Step 3 – Master New Vocabulary and Kanji

Welcome to Step 3 of the Read Japanese Faster series!

In the last step we created a study list of new words and sentences, and used tools like jisho.org to help us translate.

In this step, I’ll introduce one of the most efficient ways to learn new Japanese words and sentences. It’s a technique known as Spaced Repetition.

What is Spaced Repetition?

Spaced Repetition (or SR) is simply a technique where you continuously drill previously learnt material over an extended period of time.

In learning theory, newly learnt material sits in your short term memory – it’s easy to remember right now or in a few minutes, but it get’s harder to remember as time goes on.

The goal of SR is to move the knowledge you’ve acquired (e.g. vocabulary, kanji) from short term memory, into your long term memory. In other words, it becomes easier for you to remember that knowledge even if it’s been days, weeks, or months!

I won’t go into much more detail than that – you don’t need to understand ALL the theory behind SR in order to use it!

Spaced Repetition Apps

Like most things today, there’s an app to help you with Spaced Repetition. Actually, there are quite a few SR apps out there – some are free, while others cost money.

The basic idea is that you create your own flashcards through the app, and then the app will decide which cards you need to drill next. As you review cards, you decide whether it was “Easy” or “Hard” to remember, and the app will automatically adjust when you need to review that card next.

By far, my favourite app is Anki. I spent a long time trying out different SR apps, but in my opinion Anki is the most customisable. You can also sync it across different devices (laptop, tablet, phone), so you can study wherever you want!

Using Anki

Anki logo
Anki – SRS

Anki is a very powerful program with a lot of features. You can precisely customise your cards to cater for your personal learning needs, which speeds up your learning dramatically!

I want to keep this post short, so I won’t show you how to use Anki here. Once you get used to it, it’s not a complex program to use, but if you need help then check out my “Anki Fundamentals for Learning Japanese” guide.

From Step 2, you should have the following fields:

  • Kanji
  • Kana
  • Meaning
  • Example

You can set up your Anki card templates in a number of ways, but my recommended way is to have the Kanji on the front, and the Kana, Meaning, and Example on the back like so:

Not all words will have the Kanji field, so you can just repeat the kana in the Kanji field so the front of the card isn’t blank, like so:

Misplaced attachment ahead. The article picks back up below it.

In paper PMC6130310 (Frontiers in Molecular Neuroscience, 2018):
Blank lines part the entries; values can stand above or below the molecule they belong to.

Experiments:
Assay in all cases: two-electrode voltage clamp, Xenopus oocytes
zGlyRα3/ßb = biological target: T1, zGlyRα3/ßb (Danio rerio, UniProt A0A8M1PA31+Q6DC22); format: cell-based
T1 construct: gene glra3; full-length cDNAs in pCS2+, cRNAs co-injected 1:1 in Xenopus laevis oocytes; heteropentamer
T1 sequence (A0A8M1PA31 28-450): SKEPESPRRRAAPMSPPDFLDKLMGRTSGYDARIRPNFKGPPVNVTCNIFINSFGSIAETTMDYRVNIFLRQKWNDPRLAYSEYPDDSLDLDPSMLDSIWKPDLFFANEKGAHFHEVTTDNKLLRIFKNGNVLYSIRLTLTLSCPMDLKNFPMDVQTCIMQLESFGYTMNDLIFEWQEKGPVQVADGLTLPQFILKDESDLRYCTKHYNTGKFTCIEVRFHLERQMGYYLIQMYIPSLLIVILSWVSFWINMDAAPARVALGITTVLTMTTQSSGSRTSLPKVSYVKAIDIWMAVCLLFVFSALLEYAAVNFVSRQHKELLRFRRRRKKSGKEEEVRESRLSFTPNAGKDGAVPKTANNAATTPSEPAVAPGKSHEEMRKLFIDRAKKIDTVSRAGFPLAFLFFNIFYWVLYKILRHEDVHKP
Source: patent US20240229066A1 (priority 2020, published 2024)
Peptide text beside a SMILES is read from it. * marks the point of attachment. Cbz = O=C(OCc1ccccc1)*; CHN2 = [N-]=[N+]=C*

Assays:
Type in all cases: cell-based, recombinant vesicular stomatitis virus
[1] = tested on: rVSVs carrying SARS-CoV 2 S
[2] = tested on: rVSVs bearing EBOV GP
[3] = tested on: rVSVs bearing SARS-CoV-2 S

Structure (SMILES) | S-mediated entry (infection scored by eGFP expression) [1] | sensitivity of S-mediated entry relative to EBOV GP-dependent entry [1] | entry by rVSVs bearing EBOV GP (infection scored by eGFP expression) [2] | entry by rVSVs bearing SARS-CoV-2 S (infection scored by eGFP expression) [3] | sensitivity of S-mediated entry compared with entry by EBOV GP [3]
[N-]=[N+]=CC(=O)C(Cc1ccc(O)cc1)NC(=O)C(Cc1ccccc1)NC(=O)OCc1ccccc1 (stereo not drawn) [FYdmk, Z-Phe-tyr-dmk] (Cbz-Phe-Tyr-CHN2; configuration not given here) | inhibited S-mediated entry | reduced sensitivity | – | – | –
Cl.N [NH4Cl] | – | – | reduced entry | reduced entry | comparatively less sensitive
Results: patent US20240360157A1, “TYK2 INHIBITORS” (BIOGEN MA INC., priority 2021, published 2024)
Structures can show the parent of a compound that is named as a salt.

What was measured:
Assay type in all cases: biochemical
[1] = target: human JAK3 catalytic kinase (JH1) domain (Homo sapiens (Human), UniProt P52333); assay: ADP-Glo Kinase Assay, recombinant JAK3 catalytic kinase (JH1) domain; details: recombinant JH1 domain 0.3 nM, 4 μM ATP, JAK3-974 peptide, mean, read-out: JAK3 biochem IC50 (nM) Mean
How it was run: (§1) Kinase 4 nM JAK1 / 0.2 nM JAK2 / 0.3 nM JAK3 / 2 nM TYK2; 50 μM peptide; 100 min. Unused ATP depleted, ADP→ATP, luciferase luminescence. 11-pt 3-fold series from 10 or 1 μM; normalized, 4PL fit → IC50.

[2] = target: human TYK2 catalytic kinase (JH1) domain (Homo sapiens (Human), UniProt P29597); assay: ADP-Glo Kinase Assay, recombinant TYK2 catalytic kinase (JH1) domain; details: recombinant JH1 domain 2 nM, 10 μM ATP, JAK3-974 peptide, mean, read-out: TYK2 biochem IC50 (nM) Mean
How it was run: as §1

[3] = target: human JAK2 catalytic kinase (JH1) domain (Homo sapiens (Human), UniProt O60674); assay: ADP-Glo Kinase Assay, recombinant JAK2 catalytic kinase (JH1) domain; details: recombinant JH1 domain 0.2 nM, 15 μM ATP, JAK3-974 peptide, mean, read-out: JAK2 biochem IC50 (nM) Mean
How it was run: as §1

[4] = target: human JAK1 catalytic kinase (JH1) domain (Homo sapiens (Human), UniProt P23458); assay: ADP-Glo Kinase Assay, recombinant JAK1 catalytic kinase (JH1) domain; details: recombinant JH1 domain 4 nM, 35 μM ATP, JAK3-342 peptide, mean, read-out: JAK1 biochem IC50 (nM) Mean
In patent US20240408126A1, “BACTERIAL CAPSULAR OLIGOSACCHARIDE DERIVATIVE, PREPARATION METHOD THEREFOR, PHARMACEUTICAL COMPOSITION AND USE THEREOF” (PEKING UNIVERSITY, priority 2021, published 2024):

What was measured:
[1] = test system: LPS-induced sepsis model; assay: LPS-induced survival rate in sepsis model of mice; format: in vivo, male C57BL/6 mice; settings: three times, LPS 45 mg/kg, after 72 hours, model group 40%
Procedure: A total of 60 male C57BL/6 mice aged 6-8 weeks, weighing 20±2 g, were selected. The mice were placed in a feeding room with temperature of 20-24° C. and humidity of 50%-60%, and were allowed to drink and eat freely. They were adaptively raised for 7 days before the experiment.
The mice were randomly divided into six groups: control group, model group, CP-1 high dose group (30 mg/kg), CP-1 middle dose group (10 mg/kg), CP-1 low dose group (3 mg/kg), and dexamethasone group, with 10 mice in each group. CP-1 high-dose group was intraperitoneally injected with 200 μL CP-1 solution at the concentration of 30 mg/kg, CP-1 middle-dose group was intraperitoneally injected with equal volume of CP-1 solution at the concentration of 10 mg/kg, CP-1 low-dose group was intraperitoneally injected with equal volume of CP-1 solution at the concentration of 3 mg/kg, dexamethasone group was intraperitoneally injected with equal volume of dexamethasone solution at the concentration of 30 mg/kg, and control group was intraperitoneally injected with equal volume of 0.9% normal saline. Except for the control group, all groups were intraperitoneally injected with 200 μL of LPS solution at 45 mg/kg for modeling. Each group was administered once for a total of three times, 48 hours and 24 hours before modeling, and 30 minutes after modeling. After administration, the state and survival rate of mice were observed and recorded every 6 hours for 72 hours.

After you’ve entered all the data into Anki, you’re ready to start reviewing!

Anki Tips

Here are some tips for using Anki effectively:

Use only one deck for your reading practice

As you read more articles and translate more words/sentences, add them to a common deck. This will help Anki better decide which cards you need to review and which ones you don’t.

Keep cards simple

Only have one word or sentence per card. Don’t fill the card with too much detail – you won’t learn effectively! SR works best with small chunks of information, so keep it simple!

Review often

Ideally, you should try and review your cards every day, but of course that depends on your schedule. If you have the Anki mobile app installed, you can review on the go – whether it’s on the train or waiting in like for coffee. All the small reviews add up!

Don’t give up

You’ll inevitably come across cards that you just can’t seem to get. We’ve all been there – it’s frustrating! My advice is to push through the frustration and trust in the Spaced Repetition technique. It will work eventually – one day you’ll see the card and it will just “click”.

Congrats!

That’s it for this step! Nice work!

Next Step

Before you move on to the next (and final) Step, make sure you’re comfortable with most of the words/sentences you highlighted and translated. You’ll need it for the next step!

Keep in mind you probably need to review and drill these cards for a week for the knowledge to really sink in. Of course, that depends on the number of new cards you added, but moving stuff from short term to long term memory doesn’t happen overnight!

Here’s your next dose of motivational kitty!

頑張ってください!